Public housing residents concerned about living conditions as winter approaches


Edith Santiago mops water out of closet

Edith Santiago mops out water that has pooled in her closet due to an unfixed leak in her public housing apartment. Photo: Ana Mendez.

Edith Santiago’s tub is overflowing with damp clothes. Her closet is moldy and wet, her kitchen floor looks like a slip-and-slide, and trails of black, slimy streaks form as she pushes her walker across the living room of her Elliot Houses apartment. Though the New York City Housing Authority fixed the leak in her apartment two weeks after she reported it, the 81-year-old Puerto Rican woman was still dealing with the damage days later on her own.

“This is an injustice,” said a visibly frustrated Santiago. “It took me telling my senior citizens association for the leak to be fixed. They told the Housing Authority to be there that very same day when [the senior citizens association] called, and that was two weeks after I reported the incident.” Some of her clothes and other belongings have been ruined. She continues to struggle to dry everything up.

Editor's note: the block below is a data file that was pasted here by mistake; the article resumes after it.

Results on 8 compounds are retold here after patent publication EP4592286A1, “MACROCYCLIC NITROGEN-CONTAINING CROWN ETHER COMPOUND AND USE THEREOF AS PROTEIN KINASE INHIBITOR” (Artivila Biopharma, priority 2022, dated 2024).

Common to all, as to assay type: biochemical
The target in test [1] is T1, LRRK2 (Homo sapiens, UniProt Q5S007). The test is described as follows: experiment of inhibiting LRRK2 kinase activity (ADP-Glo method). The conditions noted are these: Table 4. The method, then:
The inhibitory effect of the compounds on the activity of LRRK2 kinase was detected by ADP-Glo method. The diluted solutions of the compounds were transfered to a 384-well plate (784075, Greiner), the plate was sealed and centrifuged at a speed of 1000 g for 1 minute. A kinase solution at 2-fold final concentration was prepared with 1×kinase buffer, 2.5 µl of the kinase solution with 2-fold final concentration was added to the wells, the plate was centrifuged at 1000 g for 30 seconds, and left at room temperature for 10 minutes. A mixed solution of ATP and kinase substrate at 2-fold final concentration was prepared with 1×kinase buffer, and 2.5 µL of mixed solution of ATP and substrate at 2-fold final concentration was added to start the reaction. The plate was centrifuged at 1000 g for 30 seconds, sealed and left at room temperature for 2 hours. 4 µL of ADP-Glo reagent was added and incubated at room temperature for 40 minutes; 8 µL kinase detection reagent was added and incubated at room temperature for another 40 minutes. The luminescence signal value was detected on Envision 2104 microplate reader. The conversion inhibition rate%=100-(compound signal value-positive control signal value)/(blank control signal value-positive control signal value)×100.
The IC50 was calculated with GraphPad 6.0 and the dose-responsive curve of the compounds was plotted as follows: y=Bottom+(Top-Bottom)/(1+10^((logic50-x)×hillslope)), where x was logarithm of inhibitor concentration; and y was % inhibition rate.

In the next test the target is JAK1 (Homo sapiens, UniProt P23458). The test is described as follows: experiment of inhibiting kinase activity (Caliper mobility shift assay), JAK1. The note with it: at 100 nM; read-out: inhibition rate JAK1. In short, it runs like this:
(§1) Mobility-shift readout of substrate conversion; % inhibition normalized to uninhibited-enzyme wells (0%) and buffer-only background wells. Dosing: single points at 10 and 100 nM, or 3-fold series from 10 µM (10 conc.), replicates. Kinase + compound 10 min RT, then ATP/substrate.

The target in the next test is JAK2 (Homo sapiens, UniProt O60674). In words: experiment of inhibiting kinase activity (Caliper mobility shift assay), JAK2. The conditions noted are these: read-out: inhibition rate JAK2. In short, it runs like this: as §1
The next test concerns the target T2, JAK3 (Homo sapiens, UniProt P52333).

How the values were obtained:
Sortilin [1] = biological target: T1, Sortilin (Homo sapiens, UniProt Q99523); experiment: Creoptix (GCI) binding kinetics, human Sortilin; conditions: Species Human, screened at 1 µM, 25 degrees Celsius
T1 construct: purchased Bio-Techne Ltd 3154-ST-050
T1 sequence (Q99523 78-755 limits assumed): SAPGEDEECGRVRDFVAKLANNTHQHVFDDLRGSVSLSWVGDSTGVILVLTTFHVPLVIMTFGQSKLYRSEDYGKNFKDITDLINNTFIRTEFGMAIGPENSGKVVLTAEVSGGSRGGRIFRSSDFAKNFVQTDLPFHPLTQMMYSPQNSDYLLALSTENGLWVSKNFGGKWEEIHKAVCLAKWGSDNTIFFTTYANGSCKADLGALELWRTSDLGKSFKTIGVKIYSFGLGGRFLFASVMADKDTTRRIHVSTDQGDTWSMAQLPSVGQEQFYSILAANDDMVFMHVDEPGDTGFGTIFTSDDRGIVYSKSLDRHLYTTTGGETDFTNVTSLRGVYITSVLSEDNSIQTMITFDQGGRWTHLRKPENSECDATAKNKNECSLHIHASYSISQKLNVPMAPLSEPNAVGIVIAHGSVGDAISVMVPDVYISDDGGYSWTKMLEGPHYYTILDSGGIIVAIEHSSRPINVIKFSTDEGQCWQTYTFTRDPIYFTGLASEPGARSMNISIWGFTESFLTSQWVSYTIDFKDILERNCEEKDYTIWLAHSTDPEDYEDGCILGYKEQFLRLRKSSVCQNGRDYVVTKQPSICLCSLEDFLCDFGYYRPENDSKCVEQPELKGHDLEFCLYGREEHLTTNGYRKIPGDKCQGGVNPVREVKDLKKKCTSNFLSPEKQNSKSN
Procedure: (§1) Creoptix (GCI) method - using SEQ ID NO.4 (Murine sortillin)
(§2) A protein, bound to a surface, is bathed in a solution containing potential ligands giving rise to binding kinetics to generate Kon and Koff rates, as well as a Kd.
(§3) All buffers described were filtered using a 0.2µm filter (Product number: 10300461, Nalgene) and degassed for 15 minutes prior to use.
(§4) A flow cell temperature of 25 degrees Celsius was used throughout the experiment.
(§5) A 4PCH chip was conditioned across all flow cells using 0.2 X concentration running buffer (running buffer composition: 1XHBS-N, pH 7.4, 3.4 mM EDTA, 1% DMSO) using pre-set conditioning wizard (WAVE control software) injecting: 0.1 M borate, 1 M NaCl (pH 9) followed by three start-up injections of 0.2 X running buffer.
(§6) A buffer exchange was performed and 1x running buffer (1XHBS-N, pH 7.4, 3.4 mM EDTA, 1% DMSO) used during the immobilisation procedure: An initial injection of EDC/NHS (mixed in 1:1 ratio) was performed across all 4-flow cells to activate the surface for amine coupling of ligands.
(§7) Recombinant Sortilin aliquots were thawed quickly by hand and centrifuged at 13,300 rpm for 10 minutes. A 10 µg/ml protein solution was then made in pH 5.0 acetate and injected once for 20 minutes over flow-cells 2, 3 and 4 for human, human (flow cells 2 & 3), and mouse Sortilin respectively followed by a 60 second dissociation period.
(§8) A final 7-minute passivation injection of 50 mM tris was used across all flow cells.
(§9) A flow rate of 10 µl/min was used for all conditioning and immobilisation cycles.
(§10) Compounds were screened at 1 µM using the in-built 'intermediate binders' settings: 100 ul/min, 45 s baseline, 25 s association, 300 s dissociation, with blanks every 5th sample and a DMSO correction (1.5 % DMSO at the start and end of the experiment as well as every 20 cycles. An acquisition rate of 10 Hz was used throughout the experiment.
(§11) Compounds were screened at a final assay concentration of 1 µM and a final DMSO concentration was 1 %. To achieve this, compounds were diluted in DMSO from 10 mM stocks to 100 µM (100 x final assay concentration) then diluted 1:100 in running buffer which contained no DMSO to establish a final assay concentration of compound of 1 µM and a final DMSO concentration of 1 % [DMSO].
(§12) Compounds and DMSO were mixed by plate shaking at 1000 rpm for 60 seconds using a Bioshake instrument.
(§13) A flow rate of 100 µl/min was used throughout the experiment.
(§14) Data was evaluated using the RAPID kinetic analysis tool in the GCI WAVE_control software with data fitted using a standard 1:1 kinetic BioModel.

City Comptroller Scott Stringer’s office put out a report on September 8 of this year that shows “rapidly deteriorating housing at NYCHA,” the Housing Authority. The report highlighted the issues and dangers of water leaks, reported by nearly one-third of public housing tenants in 2011. Leaks can lead to health problems including eczema, asthma, bronchitis and other respiratory infections. It said that mold has become a chronic problem for Housing Authority residents with leak issues.

Residents worry that the winter months will aggravate these problems, as dropping temperatures will make it more difficult to air out apartments.

The report also stated that heating equipment breakdowns increased by 72.8 percent between 2008 and 2011, and units with broken plaster and peeling paint increased by 111 percent.